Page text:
The barriers to renewable energy exploitation in Ghana include higher electricity costs compared to the non-renewably-sourced electricity; compatibility with existing transmission and distribution networks; the remoteness of resources from key electricity demand sectors; technological immaturity; institutional inexperience and the lack of skilled technical manpower to oversee renewable energy projects.
Ghana has a history of strategies and policies to promote renewable energy. However, looking at renewable energy installation status, one can say that these policies are yet to have significant impact on the renewables industry. The recently passed Renewable Energy Act to generate 10% of the country’s electricity from modern renewable energy sources by the year 2020 is expected to promote renewable energy business in the coming decade. It has created the enabling environment for the exploitation of the renewable energy resources in the country through the introduction of:
- feed-in-tariff (FIT) scheme which is made up of feed-in-tariff rates,
- mandatory purchase of electricity generated from renewable sources,
- free access to the distribution and transmission systems, and
- creation of the Renewable Energy Fund dedicated to the promotion development of the renewable energy sub-sector in Ghana.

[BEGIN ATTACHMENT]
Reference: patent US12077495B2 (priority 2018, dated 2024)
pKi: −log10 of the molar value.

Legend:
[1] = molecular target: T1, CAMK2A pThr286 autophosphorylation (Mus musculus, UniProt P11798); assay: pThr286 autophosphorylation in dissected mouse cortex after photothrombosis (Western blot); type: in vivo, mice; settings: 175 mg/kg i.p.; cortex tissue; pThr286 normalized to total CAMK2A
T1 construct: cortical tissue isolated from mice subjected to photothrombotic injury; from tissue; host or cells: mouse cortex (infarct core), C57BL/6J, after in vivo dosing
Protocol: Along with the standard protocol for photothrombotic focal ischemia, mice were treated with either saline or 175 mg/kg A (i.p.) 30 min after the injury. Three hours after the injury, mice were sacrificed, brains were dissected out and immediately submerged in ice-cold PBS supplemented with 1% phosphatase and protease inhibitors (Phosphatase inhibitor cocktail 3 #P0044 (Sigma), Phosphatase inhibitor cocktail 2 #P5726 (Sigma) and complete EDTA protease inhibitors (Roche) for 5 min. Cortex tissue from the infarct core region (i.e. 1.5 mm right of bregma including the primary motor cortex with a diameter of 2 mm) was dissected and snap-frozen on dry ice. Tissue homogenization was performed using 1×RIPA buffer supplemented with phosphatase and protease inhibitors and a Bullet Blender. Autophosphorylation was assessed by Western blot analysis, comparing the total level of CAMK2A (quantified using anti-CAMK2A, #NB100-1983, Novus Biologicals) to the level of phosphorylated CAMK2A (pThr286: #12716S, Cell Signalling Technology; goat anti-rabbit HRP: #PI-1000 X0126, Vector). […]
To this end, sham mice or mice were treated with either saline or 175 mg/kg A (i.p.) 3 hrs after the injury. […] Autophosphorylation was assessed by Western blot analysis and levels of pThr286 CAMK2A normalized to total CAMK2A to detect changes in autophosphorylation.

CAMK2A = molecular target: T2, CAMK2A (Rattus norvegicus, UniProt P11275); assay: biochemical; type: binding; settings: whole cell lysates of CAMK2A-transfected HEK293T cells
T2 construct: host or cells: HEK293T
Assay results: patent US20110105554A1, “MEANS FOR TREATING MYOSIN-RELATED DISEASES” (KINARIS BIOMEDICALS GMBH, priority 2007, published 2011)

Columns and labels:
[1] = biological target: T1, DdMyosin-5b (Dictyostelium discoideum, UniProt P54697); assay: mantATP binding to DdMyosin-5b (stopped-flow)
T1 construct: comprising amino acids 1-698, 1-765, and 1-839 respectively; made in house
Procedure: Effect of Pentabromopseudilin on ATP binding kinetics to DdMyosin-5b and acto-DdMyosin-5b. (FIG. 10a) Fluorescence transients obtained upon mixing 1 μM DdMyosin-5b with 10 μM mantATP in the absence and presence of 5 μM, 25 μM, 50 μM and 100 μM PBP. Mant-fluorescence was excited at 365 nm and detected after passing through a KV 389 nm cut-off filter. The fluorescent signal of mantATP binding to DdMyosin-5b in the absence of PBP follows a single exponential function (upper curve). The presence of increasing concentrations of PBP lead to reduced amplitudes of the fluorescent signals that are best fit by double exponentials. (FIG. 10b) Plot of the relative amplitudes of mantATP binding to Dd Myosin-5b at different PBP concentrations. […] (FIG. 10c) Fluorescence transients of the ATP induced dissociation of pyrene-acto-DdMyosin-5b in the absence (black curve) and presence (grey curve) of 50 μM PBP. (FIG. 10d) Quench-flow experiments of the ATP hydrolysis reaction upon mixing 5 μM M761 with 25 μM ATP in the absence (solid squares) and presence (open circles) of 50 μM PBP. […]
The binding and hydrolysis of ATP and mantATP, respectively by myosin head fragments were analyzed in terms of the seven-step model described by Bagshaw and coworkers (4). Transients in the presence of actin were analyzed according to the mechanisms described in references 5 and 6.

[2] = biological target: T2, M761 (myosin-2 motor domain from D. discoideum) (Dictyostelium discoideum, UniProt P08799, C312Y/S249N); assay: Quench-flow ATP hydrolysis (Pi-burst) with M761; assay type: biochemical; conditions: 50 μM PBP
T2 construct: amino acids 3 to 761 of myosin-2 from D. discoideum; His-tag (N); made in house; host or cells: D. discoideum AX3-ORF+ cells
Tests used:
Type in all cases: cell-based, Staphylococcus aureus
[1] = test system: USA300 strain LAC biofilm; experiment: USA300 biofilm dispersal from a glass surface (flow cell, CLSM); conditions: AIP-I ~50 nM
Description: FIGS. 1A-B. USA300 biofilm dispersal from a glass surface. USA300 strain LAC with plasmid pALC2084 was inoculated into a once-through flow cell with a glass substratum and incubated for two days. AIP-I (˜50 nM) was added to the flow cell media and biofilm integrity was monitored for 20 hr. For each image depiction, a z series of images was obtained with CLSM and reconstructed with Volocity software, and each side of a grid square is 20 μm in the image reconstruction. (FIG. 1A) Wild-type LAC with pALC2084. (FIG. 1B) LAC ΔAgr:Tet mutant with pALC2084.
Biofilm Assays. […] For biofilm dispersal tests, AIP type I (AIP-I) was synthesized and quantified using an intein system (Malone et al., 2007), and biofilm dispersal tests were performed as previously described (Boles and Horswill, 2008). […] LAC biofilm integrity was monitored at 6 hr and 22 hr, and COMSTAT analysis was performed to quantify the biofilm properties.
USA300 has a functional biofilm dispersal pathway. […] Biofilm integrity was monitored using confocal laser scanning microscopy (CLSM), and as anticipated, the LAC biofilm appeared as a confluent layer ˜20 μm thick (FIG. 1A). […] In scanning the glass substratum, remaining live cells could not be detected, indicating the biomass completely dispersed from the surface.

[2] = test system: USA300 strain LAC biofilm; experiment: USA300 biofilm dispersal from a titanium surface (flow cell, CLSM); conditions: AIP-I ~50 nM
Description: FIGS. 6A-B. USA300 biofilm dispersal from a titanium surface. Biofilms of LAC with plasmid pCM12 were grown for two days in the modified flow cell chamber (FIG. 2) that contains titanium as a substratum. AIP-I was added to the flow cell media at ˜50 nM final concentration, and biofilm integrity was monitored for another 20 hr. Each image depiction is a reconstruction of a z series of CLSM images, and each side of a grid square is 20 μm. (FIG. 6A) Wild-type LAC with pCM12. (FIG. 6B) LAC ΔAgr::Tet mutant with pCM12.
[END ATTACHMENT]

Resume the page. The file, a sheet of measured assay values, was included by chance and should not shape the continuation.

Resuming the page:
The other commitments from the government can be seen in the establishment of the University of Energy and Natural Resources in 2011 to train people in Renewable Energy Engineering and other energy related skills. The KNUST has also introduced programs in renewable energy technology and has established an Energy Center to provide training, research and advisory services to public and private actors in energy technology, policy and management.
The University of Energy and Natural Resources students and staff have for example successfully designed and built biogas plant that supplies the university’s Cafeteria with biogas for cooking. The university is currently planning to build Solar Modules Assembling Plant targeting the Ghanaian solar energy market.
The full text of the study “Improving electricity supply security in Ghana—The potential of renewable energy’ involved University of Energy and Natural Resources and Murdoch University (Australia) can be found in the link http://dx.doi.org/10.1016/j.rser.2014.11.102